News Release — March 19, 2008
Harry Ransom Center Hosts "Beat Film Series" at Alamo Drafthouse
EVENT: The Harry Ransom Center hosts the "Beat Film Series"
WHEN: 7 p.m., four Wednesdays between April 2 and April 23.
WHERE: Alamo Drafthouse at the Ritz, 320 6th St.
BACKGROUND: The Harry Ransom Center presents a series of features, shorts and documentaries that showcase the cinematic creativity of the Beat generation. This event is co-sponsored by the Austin Film Society.
The Beats did not limit themselves to one exclusive medium, foraying into visual arts, music, performance art and film. The themes of Beat films generally mirror those of Beat literature: post-war alienation, anxiety, loneliness and the pursuit of something meaningful in the profoundly traumatized, newly atomic world. This film series will immerse audiences in the avant-garde film scene of the mid-1950s to 1960s. It includes films by Beats, about Beats, and films that reflect or were inspired by the aesthetic innovations of the Beats.
The following films will be screened in the series:
April 2: Frank Paine's "Motion Picture" (1956), Robert Frank and Alfred Leslie's "Pull My Daisy" (1959), Ed Bland's "Cry of Jazz" (1958), Shirley Clarke's "Bridges-Go-Round" (1958) and Stan Brakhage's "Anticipation of the Night" (1958).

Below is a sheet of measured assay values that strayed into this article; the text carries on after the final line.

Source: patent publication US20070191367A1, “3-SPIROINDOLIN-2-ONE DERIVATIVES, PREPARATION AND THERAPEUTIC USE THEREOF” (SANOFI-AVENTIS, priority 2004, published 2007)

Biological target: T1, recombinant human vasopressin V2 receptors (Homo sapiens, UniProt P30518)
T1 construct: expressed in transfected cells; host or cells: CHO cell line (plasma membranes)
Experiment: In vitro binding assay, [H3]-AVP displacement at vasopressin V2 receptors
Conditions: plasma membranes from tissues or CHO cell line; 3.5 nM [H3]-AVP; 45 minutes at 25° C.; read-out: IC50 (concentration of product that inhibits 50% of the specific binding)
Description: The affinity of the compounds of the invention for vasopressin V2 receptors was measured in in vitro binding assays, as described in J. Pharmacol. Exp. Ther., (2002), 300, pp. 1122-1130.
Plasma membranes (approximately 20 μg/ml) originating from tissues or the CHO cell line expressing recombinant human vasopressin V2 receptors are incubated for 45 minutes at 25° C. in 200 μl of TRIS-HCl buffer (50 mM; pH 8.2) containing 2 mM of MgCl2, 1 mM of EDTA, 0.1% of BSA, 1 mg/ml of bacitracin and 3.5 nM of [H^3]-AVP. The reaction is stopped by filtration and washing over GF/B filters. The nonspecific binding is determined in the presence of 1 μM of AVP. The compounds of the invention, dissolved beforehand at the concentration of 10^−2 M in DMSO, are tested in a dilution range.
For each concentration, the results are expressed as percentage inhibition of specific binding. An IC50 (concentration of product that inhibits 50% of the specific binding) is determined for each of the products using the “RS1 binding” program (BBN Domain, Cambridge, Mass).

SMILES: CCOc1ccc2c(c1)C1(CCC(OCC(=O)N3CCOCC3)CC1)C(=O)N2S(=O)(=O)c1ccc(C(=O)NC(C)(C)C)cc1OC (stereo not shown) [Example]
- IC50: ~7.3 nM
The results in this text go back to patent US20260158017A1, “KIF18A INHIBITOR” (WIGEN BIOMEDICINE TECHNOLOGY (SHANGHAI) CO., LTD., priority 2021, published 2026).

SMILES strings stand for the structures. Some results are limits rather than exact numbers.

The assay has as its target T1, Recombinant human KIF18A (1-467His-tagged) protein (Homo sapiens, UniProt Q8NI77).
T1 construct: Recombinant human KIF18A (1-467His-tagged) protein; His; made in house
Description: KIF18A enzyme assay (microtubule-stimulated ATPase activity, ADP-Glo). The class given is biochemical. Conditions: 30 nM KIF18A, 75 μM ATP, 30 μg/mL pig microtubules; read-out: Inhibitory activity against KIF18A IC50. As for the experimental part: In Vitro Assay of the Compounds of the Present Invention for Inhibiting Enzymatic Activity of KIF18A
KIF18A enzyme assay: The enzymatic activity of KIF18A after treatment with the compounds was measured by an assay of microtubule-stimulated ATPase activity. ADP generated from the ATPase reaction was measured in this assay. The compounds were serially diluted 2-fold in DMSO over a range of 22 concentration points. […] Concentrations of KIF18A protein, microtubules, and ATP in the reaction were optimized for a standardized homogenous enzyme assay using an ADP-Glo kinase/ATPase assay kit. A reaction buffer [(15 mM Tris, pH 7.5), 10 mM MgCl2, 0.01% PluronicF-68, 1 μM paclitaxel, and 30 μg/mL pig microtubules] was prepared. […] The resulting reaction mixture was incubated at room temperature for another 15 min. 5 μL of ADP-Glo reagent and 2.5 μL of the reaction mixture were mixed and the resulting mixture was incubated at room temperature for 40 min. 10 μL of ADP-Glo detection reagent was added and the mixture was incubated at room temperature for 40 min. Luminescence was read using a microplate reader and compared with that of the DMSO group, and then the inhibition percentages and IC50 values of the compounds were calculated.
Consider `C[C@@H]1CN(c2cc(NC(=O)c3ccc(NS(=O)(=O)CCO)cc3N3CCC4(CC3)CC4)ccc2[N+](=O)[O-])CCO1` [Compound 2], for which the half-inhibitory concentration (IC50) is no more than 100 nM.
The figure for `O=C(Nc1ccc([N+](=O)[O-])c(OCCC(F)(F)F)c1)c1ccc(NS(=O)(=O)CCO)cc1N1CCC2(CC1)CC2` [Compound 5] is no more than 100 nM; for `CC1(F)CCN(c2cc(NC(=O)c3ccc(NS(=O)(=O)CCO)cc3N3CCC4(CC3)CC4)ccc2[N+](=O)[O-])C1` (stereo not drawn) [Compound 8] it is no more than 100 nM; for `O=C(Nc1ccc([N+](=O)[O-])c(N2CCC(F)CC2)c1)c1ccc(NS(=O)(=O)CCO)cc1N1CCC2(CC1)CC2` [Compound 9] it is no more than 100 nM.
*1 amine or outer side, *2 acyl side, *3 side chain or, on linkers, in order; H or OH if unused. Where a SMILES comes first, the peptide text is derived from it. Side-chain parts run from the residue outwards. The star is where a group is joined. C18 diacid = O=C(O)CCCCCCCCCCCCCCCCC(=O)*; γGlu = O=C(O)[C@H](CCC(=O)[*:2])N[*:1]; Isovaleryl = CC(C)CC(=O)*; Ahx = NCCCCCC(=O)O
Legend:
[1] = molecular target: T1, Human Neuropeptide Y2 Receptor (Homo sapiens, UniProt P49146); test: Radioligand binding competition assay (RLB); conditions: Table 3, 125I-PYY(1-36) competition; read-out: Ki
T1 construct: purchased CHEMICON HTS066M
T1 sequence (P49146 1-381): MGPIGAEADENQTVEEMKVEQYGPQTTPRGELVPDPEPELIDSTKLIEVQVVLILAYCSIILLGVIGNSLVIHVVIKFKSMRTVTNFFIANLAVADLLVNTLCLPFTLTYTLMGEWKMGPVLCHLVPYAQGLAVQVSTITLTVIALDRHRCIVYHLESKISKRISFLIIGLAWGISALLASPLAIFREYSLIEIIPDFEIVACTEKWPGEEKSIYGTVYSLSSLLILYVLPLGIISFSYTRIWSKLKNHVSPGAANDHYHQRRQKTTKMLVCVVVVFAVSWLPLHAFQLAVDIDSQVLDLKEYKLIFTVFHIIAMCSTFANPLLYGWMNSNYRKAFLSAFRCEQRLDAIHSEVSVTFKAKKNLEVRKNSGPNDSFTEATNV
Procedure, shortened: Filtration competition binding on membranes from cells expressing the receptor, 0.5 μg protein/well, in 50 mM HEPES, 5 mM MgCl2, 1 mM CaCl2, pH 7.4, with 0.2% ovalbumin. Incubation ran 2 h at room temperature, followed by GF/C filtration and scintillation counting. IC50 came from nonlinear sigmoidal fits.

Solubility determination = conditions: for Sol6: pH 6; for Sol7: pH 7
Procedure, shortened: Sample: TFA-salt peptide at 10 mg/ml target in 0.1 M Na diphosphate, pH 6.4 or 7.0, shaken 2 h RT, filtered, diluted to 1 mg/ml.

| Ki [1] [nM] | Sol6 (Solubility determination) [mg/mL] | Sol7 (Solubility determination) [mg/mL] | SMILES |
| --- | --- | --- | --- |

April 9: John Cassavetes's "Shadows" (1959), Stan Brakhage's "Desistfilm" (1954) and Shirley Clarke's "Skyscraper" (1959).
April 16: Alfred Leslie's "The Last Clean Shirt" (1964), Peter Whitehead's "Wholly Communion" (1965), Anthony Balch and William S. Burroughs's "Towers Open Fire" (1962) and Christopher MacLaine's "The End" (1953) and "Beat" (1958).
April 23: Kenneth Anger's "Scorpio Rising" (1964) and "Kustom Kar Kommandos" (1965) and Roger Corman's "A Bucket of Blood" (1959).
This series is held in conjunction with the Ransom Center's exhibition "On the Road with the Beats," which traces the travels of Jack Kerouac, Allen Ginsberg, William S. Burroughs and their friends across America and the globe. The exhibition runs through Aug. 3.
Several film organizations and museums provided the prints screened in this series.